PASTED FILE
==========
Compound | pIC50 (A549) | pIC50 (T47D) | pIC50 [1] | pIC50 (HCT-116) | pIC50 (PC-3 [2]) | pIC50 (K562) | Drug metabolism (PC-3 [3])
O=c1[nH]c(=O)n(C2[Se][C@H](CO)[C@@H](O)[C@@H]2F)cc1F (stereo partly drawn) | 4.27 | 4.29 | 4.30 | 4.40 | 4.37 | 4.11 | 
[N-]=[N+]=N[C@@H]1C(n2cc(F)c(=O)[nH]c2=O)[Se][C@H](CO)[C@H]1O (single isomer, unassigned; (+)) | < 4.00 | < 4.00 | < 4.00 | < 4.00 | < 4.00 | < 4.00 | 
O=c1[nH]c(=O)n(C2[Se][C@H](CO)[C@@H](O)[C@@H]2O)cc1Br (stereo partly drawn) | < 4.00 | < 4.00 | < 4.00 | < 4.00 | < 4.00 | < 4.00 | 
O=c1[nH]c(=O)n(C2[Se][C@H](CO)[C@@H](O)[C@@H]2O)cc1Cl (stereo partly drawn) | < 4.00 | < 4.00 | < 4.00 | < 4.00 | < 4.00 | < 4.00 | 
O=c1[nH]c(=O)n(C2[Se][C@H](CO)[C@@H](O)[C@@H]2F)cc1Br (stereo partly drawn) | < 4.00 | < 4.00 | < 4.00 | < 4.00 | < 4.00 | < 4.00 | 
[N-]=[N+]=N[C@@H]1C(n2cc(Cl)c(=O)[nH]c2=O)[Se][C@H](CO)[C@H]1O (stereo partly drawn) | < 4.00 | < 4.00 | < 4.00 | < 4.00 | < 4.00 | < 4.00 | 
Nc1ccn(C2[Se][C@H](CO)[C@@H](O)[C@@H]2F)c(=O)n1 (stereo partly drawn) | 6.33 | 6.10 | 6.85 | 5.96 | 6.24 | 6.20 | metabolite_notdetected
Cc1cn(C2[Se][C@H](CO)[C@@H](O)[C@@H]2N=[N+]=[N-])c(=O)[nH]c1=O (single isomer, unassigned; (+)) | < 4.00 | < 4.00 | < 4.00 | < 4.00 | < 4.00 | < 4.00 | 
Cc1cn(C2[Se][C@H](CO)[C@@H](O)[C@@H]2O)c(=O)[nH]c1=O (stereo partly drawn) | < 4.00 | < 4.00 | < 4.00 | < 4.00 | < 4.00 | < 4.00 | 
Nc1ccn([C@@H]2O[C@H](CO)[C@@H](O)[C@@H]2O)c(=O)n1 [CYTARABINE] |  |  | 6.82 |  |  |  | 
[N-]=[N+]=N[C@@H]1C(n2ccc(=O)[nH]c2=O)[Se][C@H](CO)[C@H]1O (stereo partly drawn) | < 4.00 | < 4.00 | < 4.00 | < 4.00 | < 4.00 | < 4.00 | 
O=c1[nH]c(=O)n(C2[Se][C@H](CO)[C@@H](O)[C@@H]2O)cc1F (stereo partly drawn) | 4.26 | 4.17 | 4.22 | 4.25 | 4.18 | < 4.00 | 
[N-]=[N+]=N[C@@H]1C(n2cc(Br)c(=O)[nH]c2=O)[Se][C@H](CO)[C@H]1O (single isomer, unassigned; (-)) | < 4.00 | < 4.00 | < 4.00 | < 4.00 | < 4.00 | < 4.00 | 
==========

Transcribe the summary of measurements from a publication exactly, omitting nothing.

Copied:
Compound | pIC50 (A549) | pIC50 (T47D) | pIC50 [1] | pIC50 (HCT-116) | pIC50 (PC-3 [2]) | pIC50 (K562) | Drug metabolism (PC-3 [3])
O=c1[nH]c(=O)n(C2[Se][C@H](CO)[C@@H](O)[C@@H]2F)cc1F (stereo partly drawn) | 4.27 | 4.29 | 4.30 | 4.40 | 4.37 | 4.11 | 
[N-]=[N+]=N[C@@H]1C(n2cc(F)c(=O)[nH]c2=O)[Se][C@H](CO)[C@H]1O (single isomer, unassigned; (+)) | < 4.00 | < 4.00 | < 4.00 | < 4.00 | < 4.00 | < 4.00 | 
O=c1[nH]c(=O)n(C2[Se][C@H](CO)[C@@H](O)[C@@H]2O)cc1Br (stereo partly drawn) | < 4.00 | < 4.00 | < 4.00 | < 4.00 | < 4.00 | < 4.00 | 
O=c1[nH]c(=O)n(C2[Se][C@H](CO)[C@@H](O)[C@@H]2O)cc1Cl (stereo partly drawn) | < 4.00 | < 4.00 | < 4.00 | < 4.00 | < 4.00 | < 4.00 | 
O=c1[nH]c(=O)n(C2[Se][C@H](CO)[C@@H](O)[C@@H]2F)cc1Br (stereo partly drawn) | < 4.00 | < 4.00 | < 4.00 | < 4.00 | < 4.00 | < 4.00 | 
[N-]=[N+]=N[C@@H]1C(n2cc(Cl)c(=O)[nH]c2=O)[Se][C@H](CO)[C@H]1O (stereo partly drawn) | < 4.00 | < 4.00 | < 4.00 | < 4.00 | < 4.00 | < 4.00 | 
Nc1ccn(C2[Se][C@H](CO)[C@@H](O)[C@@H]2F)c(=O)n1 (stereo partly drawn) | 6.33 | 6.10 | 6.85 | 5.96 | 6.24 | 6.20 | metabolite_notdetected
Cc1cn(C2[Se][C@H](CO)[C@@H](O)[C@@H]2N=[N+]=[N-])c(=O)[nH]c1=O (single isomer, unassigned; (+)) | < 4.00 | < 4.00 | < 4.00 | < 4.00 | < 4.00 | < 4.00 | 
Cc1cn(C2[Se][C@H](CO)[C@@H](O)[C@@H]2O)c(=O)[nH]c1=O (stereo partly drawn) | < 4.00 | < 4.00 | < 4.00 | < 4.00 | < 4.00 | < 4.00 | 
Nc1ccn([C@@H]2O[C@H](CO)[C@@H](O)[C@@H]2O)c(=O)n1 [CYTARABINE] |  |  | 6.82 |  |  |  | 
[N-]=[N+]=N[C@@H]1C(n2ccc(=O)[nH]c2=O)[Se][C@H](CO)[C@H]1O (stereo partly drawn) | < 4.00 | < 4.00 | < 4.00 | < 4.00 | < 4.00 | < 4.00 | 
O=c1[nH]c(=O)n(C2[Se][C@H](CO)[C@@H](O)[C@@H]2O)cc1F (stereo partly drawn) | 4.26 | 4.17 | 4.22 | 4.25 | 4.18 | < 4.00 | 
[N-]=[N+]=N[C@@H]1C(n2cc(Br)c(=O)[nH]c2=O)[Se][C@H](CO)[C@H]1O (single isomer, unassigned; (-)) | < 4.00 | < 4.00 | < 4.00 | < 4.00 | < 4.00 | < 4.00 | 